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Reconnecting London to the River Thames

Research and investigation found that with the increase in population and social development, humans have gradually invaded the habitat of animals. With the extinction of some animals, the food web is destroyed, which has a greater impact on the ecosystem. For example, the disappearance of bees would make it difficult for plants to reproduce normally and make it difficult for birds and insects that feed on plants to survive. The species in the Thames also face this dilemma. It is an important fish migration corridor but due to human activities and infrastructure, it is difficult for Thames fish to reach freshwater areas, which makes it difficult for certain species to reach their habitats. Eels are endangered species. The project aims to help eels overcome the obstacles of the Thames. When the number of eels increase, they would feed on plankton and animal carcasses, which would help improve water quality. Birds who feed on eels would also be attracted here, which means that the Thames ecosystem might get benefits. At the same time, humans might be reintroduced to the Thames with more opportunities to get close to nature.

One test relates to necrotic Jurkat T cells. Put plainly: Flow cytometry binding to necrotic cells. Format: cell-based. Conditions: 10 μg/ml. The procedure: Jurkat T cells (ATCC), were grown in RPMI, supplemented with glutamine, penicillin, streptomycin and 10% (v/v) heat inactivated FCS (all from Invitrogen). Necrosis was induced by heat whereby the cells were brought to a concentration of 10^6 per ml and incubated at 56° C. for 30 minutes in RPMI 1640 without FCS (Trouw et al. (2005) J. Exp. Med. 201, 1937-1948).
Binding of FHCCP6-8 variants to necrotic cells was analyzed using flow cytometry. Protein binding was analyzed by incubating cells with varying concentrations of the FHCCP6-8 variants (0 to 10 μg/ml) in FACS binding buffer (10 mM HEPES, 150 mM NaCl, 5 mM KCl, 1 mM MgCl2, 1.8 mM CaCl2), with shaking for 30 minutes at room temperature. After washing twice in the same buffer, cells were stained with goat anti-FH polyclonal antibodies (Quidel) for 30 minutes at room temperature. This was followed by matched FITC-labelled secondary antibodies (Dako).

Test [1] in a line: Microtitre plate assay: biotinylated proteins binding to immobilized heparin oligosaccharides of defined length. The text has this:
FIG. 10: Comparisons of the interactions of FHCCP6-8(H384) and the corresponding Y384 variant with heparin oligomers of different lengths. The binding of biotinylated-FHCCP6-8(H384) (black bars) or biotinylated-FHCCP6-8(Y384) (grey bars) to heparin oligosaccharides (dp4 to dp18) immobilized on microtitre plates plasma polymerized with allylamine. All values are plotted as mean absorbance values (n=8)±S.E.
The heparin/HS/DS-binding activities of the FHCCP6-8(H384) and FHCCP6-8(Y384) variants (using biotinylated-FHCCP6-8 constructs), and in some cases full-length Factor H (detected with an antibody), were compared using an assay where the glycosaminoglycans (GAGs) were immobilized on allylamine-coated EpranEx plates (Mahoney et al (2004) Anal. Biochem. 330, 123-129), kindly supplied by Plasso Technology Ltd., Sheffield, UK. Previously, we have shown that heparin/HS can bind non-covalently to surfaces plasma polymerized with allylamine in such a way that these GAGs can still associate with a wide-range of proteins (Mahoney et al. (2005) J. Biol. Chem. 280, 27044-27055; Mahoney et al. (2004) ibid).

The increase in population has invaded the habitat of animals
Bring bees back to Coventry
Yellowstone Park makes the ecosystem better by introducing wolves
Difficulties encountered by eels migrating in the Thames
People like the riverside environment
The history and background of the Thames
Design concept and process
Design results

Subei Zhao

Architecture MArch

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Reconnecting London to the River Thames